Fun weekend

It was actually a crazy weekend.  Warning: long blog entry ahead.  Much longer than my usual entries.

I went out to Jacó Beach with one of my co-workers.  Jacó itself is a pretty popular beach town, but it has a reputation as a kind of dirty place.  While walking around, you get offered weed/coke regularly.  Dealers probably offered to sell me drugs at least 5 times in two days — and I was going out of my way to avoid them.  But it’s actually a fun town in my opinion. It’s popular largely because it’s only about 2 hours from San José, which is where the main airport is — Most tourists don’t want to drive like 5 hours over crappy roads to a beach.  Also, Jacó has some cool places to hang out and the food I had there was pretty good.  I recommend the Taco Bar if you’re ever there. And Tabacon was fun to play pool. And if you’re into the hooker scene, I was told that Beatle Bar is the place to be — I never went though as hookers aren’t my thing.

Anyway, Friday night was fine.  We went out to sushi with my co-worker Sebastian, another co-worker named Thiago and his wife Maggie.  They’re all nice and the sushi was pretty good, so that was fun.  We didn’t do much else Friday night — little did I know that Saturday was going to be kind of crazy.

So Saturday morning I wake up and we go up to a community called Los Sueños. It’s like this private housing development with a golf course, hotel, restaurants, marina, etc. It would be pretty average in terms of luxuriousness in a place like California, but it’s very nice for Costa Rica. Anyway, I wanted to see it and potentially take some pictures for a website, but it turned out that was going to take way too long. It’s a big place and I didn’t want to waste 3-4 hours walking around. So we left Los Sueños and drove about an hour south to Manuel Antonio, which is one of the most visited areas in Costa Rica. It has a great beach and the town borders the Manuel Antonio National Park. I’m about to close (well, me and a small group of people) on an investment rental property in Manuel Antonio, so I stopped by to take some pictures, drop off some sheets and also just to see it furnished — I’d only seen the unit when it was empty. It looks great and I’m excited to be a future part-owner of it.

After stopping at the condo, Sebastian and I were going to drive down to the Manuel Antonio beach. It’s only like a five minute drive from the condo, so no big deal. Then, as we’re driving, Sebastian suddenly says “turn right here, there’s a great beach right down the road!”. He’s a surfer/bodyboarder and he spent a few years of his life living on the Costa Rican beaches looking for good spots, so I figured he knew what he was talking about. We drive down a small dirt/rock road and a few minutes later, we arrive at what seems like a great spot to hang out. It’s a much less crowded beach than Manuel Antonio, yet it looks like it’s pretty nice — it’s known as Playitas in case you’re ever around Manuel Antonio. I was definitely excited to get in the water and lay out in the sun for a bit. The one problem is the parking situation. I’ve sketched it out masterfully in Paint:

So the black lines are the road leading out to the beach and the red squares represent cars.  The blue represents the water.  It isn’t really drawn to scale, the water was actually not that close.  There wasn’t any more room to park along the road, so people were parked just at the edge of the treeline on either side of the road exit. I was going to pull around as I’ve indicated in the black arrows to park. One problem. My car (a Mitsubishi Montero Sport) was not a fan of the sand. As I learned, it’s actually quite easy to get a car stuck in sand, especially a non-four wheel drive vehicle. I got stuck around where the black dot is. And when I say I got stuck, I mean it. At first the wheels were just spinning. Then as we tried to get the car out, it just got worse. Even though we tried to put wood and other stuff under the tires to help with traction, the car just wasn’t moving. I started to get a sick feeling that we were going to be there for AWHILE. Like at least a few hours.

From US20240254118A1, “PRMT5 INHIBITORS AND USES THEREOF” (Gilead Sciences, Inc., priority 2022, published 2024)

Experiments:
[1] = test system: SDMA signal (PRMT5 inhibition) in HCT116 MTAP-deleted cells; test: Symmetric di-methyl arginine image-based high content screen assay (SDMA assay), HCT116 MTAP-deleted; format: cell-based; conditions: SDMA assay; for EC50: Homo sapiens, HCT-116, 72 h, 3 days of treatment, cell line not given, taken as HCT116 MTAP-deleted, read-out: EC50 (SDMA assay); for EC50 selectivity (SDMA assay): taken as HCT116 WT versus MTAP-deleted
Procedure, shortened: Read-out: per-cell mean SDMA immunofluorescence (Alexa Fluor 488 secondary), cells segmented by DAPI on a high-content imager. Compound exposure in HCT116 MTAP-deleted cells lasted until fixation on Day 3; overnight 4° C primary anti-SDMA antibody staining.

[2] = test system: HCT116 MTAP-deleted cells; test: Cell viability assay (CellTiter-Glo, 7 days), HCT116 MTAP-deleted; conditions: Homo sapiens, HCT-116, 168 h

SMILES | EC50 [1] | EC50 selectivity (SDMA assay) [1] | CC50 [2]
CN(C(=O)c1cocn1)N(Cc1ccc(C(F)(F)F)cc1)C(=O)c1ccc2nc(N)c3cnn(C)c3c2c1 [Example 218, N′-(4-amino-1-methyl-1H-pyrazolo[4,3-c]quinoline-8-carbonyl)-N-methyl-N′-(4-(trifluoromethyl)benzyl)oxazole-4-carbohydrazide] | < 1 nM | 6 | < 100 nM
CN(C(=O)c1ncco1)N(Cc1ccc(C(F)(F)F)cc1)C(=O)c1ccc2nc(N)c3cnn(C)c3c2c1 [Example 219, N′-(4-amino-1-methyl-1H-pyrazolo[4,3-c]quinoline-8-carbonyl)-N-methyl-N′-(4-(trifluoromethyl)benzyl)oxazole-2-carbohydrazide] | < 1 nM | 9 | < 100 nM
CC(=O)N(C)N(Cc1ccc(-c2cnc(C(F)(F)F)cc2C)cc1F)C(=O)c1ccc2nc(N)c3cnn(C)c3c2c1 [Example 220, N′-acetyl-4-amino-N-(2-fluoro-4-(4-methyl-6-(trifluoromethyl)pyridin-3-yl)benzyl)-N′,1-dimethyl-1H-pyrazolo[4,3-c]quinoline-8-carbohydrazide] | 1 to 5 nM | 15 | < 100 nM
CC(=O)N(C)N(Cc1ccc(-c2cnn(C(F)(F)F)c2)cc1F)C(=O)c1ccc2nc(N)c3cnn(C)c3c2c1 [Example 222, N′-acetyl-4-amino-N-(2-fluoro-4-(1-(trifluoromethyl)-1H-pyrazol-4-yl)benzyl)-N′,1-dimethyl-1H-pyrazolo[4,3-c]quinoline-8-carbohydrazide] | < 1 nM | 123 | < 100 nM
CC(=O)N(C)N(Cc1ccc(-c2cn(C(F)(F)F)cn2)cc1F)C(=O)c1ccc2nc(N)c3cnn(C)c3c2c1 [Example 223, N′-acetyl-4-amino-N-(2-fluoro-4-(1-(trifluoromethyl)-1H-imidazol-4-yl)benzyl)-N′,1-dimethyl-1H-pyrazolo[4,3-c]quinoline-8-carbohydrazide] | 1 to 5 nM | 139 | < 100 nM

After our first or second attempt at getting the car moving, I picked up my phone to call someone I know in Manuel Antonio to see if she knew how to get a tow truck. Phone didn’t work. Great. That meant I was going to have to find a phone or walk like 20 minutes up a rocky road to get back out to the main area. We tried a third time to get the car out, but that was it. At that point the rear tires were really dug in deep and there was no way that we would have ever gotten the car out without help. At this point, I heard some AMAZING words from an American guy who spotted our problem: “I think I know a guy with a 4×4 and a tow rope, let me go see if he’s around.” In my head, I was like PLEASE let this guy be here, I really don’t want to be stranded on the beach for hours trying to get towing help.

Five long minutes later, I see the guy walking back and a Toyota 4Runner behind him.  I was beyond excited to see that car.  I really can’t even describe how good a feeling it was.  So this American guy named Martin gets out and he has a tow rope — plus his car is a big 4Runner with oversized tires.  He hooks up the rope, I get into the car and he starts to try to pull my car back up onto the road.  The first tug is a fail.  The second tug is a fail too.  So he gets out and he’s like “just so you know, I’m going to pull you kind of hard this time, okay?”  I’m like “sure” but I’m just thinking “please work, please work, please work”.  And lo-and-behold, on the third try he guns it and I slowly roll out of the small ditch that the rear tires had managed to dig for themselves.  AMAZING feeling to get out of that and get the car rolling.  I offered to take the guy out to lunch, but he said no, so I just thanked him a number of times and we were back on our way.  At that point I was completely covered in sand from all of the digging and also pushing behind the car when Sebastian was at the wheel (rear tires throw up a lot of sand), so I was just in the mood to get back to the hotel, shower and sit by the pool.  I didn’t want to see another beach that day.